Particularly around my business, I believe it is my job to be of service to people and I consider every client, workshop, speaking engagement, and media interview as a sacred opportunity to offer love and goodness into the world. Because of this perspective, I feel guided in my work by my own inner wisdom and also a higher power. This means choosing projects and business direction comes from my heart rather than my mind. To operate this way, I utilize spiritual practices all throughout my work day. Here are a few examples:

1. Setting Intentions

Before any type of creative project — like creating a motivational talk, designing a webinar series, or being interviewed for a podcast — I begin by writing an intention. An intention is different than a goal in that it speaks more of the energy behind what you’re doing rather than the outcomes to be accomplished. As an example, for this interview, I set the intention: to inspire spirituality at work and to offer practical advice.

2. Prayer and Meditation

To clarify the direction of anything in my work, I use prayer and meditation. My process is to first say a prayer asking for guidance. I do this everyday and sometimes multiple times a day. After offering a prayer, I then stay alert to guidance coming my way. I either notice an answer comes to me through a conversation with someone, seeing a passage in a book or even on social media, or receiving an inspired idea. Somehow within 24 hours, the answer usually shows up. To get to clarity, I also often meditate where I can receive visions showing me insights and instructions on how to proceed.

3. Word of the Year

Every January, as a spiritual growth practice, I choose a Word of the Year. Over several weeks, I pay attention to my intuition for signs and signals. The word always finds its way to me and I know it when I hear it. My word is a powerful and sacred mantra. When I say my word, it calls me forth in strength to navigate both the highs and the lows toward my vision for the year. It helps me elevate into the higher consciousness and higher wisdom that my goals and growth demand. “Limitless” is my word for 2020.

Do you find that you are more successful or less successful because of your integration of spiritual and mindful practices? Can you share an example or story about that with us?

Many spiritual traditions teach that our thoughts, words, and actions directly impact our experience. Holding this belief myself, I find prayer wildly successful! Prayer allows me to accomplish two important tasks: (1) speak into existence the reality I want to create, and (2) ask for guidance when I need it. I’ve studied prayer from a few different traditions and so have become very good at it. It’s a big favorite of my clients when I pray over them and their projects. I’ve recently begun sharing prayers relating to work on the mindfulness app Insight Timer and they’ve been a big hit!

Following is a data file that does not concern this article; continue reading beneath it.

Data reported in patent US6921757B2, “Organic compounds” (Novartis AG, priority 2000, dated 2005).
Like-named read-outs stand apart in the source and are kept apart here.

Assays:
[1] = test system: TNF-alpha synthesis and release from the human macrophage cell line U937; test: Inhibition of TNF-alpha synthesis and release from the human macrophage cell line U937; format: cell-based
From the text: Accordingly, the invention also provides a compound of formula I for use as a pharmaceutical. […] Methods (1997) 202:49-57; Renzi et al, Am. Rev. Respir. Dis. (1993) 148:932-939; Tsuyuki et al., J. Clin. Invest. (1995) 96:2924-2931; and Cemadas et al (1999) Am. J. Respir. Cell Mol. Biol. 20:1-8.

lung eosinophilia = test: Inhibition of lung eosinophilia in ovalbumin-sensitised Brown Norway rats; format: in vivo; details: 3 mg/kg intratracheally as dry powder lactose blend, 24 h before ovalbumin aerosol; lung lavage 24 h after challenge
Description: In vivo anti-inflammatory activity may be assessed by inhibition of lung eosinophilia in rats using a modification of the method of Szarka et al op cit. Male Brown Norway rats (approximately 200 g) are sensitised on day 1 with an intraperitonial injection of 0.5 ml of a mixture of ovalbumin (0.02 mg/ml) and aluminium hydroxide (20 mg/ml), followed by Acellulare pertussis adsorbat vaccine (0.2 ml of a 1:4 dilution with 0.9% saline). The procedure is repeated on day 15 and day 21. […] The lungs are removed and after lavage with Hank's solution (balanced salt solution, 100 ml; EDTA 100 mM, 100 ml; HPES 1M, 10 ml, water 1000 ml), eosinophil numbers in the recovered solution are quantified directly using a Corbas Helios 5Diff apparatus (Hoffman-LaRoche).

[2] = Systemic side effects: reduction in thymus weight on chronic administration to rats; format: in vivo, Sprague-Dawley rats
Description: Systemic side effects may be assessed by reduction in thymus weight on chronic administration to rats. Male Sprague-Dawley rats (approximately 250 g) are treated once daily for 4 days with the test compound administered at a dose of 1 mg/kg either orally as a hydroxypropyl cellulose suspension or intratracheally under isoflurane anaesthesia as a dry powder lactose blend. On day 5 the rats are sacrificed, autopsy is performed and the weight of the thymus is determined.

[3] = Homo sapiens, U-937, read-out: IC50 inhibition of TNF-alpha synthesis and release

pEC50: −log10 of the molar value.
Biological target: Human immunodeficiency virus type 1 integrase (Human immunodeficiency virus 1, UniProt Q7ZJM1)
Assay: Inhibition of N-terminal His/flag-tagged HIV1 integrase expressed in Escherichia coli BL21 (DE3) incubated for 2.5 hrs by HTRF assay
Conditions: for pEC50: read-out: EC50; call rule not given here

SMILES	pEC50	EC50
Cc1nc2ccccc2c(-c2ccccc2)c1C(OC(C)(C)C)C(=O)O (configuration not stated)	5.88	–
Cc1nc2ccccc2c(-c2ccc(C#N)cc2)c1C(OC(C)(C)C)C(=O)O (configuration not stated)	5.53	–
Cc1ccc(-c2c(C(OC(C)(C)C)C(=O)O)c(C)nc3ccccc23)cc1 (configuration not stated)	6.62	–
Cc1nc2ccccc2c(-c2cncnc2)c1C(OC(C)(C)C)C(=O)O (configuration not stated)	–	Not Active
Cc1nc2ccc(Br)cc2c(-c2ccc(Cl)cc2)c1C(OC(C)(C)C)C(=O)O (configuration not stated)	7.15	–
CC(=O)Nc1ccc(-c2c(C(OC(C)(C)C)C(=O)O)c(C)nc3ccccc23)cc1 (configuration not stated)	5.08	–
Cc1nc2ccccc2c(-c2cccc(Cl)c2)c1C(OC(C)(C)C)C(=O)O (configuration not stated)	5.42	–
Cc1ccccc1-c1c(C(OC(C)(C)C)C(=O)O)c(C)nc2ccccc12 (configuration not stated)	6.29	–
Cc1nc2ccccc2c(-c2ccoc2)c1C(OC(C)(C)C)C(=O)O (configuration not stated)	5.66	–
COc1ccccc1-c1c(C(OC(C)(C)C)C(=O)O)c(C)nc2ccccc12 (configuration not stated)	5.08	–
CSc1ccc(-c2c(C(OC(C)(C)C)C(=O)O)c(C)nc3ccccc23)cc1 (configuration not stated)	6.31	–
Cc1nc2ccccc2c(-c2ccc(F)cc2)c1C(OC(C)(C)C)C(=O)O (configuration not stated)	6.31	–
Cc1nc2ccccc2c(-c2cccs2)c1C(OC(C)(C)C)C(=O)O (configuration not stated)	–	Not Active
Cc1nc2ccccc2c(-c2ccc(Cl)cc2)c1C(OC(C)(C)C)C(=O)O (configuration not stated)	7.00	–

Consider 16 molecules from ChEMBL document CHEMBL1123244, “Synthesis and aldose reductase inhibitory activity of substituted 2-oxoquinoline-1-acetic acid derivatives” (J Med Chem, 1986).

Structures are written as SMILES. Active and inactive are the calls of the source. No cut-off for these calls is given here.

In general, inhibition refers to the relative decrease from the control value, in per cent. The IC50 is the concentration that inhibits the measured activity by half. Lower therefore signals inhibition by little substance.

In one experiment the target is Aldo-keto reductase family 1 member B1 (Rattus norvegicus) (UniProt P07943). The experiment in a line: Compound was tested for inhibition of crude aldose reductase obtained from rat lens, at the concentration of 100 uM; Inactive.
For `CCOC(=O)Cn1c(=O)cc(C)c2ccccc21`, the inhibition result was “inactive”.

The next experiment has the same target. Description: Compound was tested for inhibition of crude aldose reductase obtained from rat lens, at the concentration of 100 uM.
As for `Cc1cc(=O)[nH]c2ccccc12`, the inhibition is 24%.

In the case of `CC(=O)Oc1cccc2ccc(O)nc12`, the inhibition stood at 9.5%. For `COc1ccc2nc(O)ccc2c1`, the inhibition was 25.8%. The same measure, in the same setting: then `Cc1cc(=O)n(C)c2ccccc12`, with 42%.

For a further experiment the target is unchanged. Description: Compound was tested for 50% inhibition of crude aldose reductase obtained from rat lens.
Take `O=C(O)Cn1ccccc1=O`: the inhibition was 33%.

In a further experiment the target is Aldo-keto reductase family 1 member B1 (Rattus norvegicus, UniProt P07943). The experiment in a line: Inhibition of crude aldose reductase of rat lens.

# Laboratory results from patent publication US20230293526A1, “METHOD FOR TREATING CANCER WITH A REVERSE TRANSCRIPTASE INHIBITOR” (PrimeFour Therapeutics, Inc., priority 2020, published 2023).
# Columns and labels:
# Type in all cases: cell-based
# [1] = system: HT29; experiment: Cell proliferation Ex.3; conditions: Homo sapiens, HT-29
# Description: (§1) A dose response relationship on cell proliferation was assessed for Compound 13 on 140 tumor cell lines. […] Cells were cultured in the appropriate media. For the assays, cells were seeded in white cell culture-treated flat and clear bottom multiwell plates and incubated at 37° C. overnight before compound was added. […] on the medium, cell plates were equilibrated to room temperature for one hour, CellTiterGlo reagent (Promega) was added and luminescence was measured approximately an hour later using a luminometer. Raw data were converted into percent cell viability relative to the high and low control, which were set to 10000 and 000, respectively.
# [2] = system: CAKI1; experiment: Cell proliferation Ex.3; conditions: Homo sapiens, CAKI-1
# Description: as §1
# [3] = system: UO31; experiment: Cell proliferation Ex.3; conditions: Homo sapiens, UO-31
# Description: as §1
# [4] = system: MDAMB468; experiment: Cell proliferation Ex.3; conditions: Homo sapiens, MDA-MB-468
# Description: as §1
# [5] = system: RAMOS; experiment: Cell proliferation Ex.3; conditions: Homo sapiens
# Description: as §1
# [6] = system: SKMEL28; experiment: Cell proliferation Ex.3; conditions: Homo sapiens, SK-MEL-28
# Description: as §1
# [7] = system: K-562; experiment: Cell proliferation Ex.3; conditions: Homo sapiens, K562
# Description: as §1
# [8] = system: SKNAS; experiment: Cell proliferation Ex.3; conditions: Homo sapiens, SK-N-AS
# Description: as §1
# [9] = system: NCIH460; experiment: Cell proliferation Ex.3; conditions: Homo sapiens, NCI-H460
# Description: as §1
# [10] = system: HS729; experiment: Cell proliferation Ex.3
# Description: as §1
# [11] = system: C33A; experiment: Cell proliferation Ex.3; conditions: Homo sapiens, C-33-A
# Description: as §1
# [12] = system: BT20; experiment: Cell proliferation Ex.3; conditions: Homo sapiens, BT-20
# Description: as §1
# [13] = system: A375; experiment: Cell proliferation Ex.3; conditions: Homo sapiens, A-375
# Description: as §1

As for my work, I can’t say I always 100% remember to pray over every meeting and every project, but I can say that when I do — magic happens! Around the effectiveness of prayer to speak into existence the reality I want to create, I often think of one of my very dear clients. She came to me to uncover a new career path. While she was successful in one business, she felt it lacked deeper meaning and felt called to change directions. I discovered in our first session that she was deeply spiritual, and so I incorporated prayer into that session and every session thereafter. (Prayer is not for everyone, and I get that!) With this client, the magic and creativity always flowed with ease for us after prayer. We were able to see her new direction in our first session, and every session after that was a magical space of creative flow to bring her new business to life.

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What would you say is the foundational principle for one to “lead a good life”? Can you share a story that illustrates that?

A foundational principle to lead a good life for me is this: Everything is a Blessing.

To me, this principle guides me to see everything, even the hard moments, as valuable to my life. It’s easy to feel blessed when positive things are happening. It’s a good life when you can feel blessed even in the midst of a personal or professional crisis. Essential to embracing this principle is to live with a growth mindset. This is the attitude that when something doesn’t go the way you want, pay attention, there is a lesson to be learned. Whatever that lesson is, it will give you greater access to what you really desire which is more clarity, more love, and more peace. And as you achieve these higher states, you become better and better at the work you do and serving people.

An example of “everything is a blessing” rests in the story of a business failure I experienced during the early years of my business. I created a group coaching program which was an expansion from my usual one-on-one coaching offers. I had facilitated small group events and thought this would go as smoothly. Well, it didn’t. After the first 2 gatherings, the group was falling apart. The people weren’t gelling, participants were feeling uncomfortable, and a couple people asked to leave. I saw the writing on the wall: this could not be repaired. I dissolved the group and took the best care I could for each of the members.